Chicago Construction News staff writer
Two projects underway at Illinois Beach State Park will help protect the shoreline from erosion caused by Lake Michigan waves and inform future decisions about how to blunt the effects of erosion and climate change , the Illinois Department of Natural Resources (IDNR) and the Illinois Capital Development Board announced last week.
Illinois Beach State Park in Lake County is constantly battered by Lake Michigan waves, making it a priority for preservation and mitigation efforts. Parts of the coastline have receded by as much as 100 feet in one year. Aerial photos and maps show how the shoreline, roads and dune ecosystems have been drastically altered.
The larger of the two projects is construction of a system to preserve 2.2 miles of Illinois Beach State Park shoreline. This is a $73 million project, which is believed to be the largest capital project in the history of the Illinois Department of Natural Resources (IDNR). Funding for the project was secured by the Capital Development Board (CDB) and made possible through the historic Rebuild Illinois capital plan. Construction is set to begin in spring 2023.
“It is a priority for IDNR and the State of Illinois to do everything we can to protect the precious public shoreline at Illinois Beach and the native species that live there before they both vanish forever,”IDNR Director Colleen Callahan said in a statement.
Rather than stopping erosion by building walls or high-profile coastal structures, the design seeks to guide and direct the movement of the sand instead of simply trying to prevent its movement. The approach uses creatively shaped and formulated islands and submerged reef structures, positioned out in the lake rather than built directly along the shore.
The unique solution is the result of more than a year of computer simulations and intense physical modeling to explore how Lake Michigan waves would behave passing around the structures and ultimately transform the shoreline. To test and verify design performance, consultants built a scale model in a giant hydraulic laboratory in the United Kingdom – larger than a soccer field – to replicate conditions along 11,000 feet of Lake Michigan shoreline.
More than 100 variations of possible shoreline solutions were tested until an effective solution was found. The lessons learned through this trailblazing effort set new standards and guidelines for how living shoreline design can manage highly erosive wave forces while remaining as natural as possible.
The completed project will use about 250,000 tons of rock fill and armor material, creating 22 submerged and low emergent stone breakwaters covering 12.2 acres of lakebed and renourishing the shoreline with nearly 430,000 cubic yards of sand.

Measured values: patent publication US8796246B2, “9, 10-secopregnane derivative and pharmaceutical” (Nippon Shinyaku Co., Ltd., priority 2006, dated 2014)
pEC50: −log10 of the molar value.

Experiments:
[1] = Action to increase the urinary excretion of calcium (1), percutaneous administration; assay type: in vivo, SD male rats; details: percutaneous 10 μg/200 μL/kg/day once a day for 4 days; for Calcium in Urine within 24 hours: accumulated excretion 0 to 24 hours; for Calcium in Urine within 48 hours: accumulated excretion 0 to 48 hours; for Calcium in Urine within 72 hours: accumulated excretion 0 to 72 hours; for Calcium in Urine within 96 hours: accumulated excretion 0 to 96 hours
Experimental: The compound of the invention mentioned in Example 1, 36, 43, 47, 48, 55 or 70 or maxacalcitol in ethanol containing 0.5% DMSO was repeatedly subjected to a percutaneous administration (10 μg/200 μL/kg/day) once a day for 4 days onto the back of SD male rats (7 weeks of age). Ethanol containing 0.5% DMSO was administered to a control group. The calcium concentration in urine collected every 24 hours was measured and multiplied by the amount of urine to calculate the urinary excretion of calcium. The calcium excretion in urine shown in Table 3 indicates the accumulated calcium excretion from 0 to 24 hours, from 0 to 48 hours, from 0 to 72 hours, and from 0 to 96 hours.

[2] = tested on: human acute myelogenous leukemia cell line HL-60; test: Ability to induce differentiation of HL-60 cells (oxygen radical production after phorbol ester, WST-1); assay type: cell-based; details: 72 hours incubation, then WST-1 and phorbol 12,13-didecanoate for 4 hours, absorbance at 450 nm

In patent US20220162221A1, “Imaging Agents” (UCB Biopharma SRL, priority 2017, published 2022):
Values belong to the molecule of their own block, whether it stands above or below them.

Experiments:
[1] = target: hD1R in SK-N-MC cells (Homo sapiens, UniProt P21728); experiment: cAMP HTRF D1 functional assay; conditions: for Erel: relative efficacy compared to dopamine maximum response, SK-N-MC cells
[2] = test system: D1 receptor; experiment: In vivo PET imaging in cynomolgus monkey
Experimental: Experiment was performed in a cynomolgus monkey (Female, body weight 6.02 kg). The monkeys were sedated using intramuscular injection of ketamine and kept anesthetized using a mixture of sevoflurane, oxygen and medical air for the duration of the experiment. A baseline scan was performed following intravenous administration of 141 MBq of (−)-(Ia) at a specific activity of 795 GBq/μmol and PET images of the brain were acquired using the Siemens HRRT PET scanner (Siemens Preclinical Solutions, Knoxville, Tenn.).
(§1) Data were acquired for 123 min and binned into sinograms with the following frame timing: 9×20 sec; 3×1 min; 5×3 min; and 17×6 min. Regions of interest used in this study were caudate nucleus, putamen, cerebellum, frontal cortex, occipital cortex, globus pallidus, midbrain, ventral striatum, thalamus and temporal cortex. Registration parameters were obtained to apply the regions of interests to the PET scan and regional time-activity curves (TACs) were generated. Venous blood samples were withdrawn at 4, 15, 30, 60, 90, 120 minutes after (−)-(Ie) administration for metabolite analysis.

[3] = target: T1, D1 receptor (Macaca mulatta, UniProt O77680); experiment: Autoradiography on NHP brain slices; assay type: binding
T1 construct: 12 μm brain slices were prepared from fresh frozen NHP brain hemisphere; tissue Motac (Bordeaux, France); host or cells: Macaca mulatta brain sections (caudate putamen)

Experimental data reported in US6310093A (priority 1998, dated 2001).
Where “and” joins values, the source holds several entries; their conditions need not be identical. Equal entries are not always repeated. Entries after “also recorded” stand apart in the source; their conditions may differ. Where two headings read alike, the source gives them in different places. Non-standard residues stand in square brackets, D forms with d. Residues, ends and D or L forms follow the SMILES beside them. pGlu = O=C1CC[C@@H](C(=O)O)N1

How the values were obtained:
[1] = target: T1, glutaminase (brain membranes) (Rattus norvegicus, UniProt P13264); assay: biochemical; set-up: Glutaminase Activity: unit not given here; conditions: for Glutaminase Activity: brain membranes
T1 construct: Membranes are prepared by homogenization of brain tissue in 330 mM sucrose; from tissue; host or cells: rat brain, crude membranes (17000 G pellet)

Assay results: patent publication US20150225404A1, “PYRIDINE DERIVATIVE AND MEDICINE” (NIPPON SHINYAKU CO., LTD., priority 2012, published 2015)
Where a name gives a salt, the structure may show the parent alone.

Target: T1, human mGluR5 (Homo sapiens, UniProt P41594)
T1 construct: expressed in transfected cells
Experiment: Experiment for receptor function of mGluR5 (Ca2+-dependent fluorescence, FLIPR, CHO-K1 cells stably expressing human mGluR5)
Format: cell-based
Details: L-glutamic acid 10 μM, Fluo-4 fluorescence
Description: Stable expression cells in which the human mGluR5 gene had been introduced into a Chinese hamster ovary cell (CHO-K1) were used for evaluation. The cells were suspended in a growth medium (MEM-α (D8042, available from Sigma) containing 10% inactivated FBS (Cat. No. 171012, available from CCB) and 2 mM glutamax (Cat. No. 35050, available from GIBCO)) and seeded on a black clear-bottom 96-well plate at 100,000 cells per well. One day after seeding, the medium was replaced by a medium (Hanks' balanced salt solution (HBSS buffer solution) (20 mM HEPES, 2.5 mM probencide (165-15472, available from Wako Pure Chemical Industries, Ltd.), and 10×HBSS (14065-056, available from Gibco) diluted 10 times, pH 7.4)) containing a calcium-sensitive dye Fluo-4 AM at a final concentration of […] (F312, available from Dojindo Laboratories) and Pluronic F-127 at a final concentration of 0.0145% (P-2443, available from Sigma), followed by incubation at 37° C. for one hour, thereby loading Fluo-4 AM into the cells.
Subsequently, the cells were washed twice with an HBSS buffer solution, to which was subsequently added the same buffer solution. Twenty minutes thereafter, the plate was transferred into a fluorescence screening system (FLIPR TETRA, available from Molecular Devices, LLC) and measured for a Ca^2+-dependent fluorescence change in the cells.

“This approach reflects a broader change in the way shorelines are being protected around the globe,”Callahan said. “Our project explores new ground and sets new standards for what living shorelines can be and what we can achieve in the Great Lakes.”
The Illinois Capital Development Board (CDB) will oversee the project’s design and construction in accordance with the protocol for state-appropriated projects.
The second project involves the installation of stone “rubble ridges” in Lake Michigan off the southern end of the Illinois Beach State Park coastline. This pilot project is an example of an innovative design focused on development of lower impact and less expensive measures that can protect shoreline
Ridges are submerged in the water to preserve the view from the shoreline. They also create fish habitat by offering small, protected pore spaces within the structures – in effect, protecting habitat with habitat
“This project represents an important step toward the future of Great Lakes coastal resiliency,” said Ania Bayers, natural resources manager of the IDNR Coastal Management Program. “It’s also a testament to the importance of interagency collaboration, a reliance on good science, and innovative design to preserve the most basic and important qualities of the places Illinoisans love.”
Each year, winter wreaks havoc on Lake Michigan communities as waves and ice pummel the coast. More recently, storms combined with record-high lake levels have been especially damaging to the shoreline.
“From 2012 to 2020, a period coinciding with record-low to near record-high lake levels, the north unit of the park alone lost an estimated 670,570 cubic yards of sediment,” said Robin Mattheus, coastal geologist of the Illinois State Geological Survey. “To help put that into number into perspective, that’s enough to fill about 50,000 dump trucks.”
Construction of the rubble ridges will cost about $1.5 million.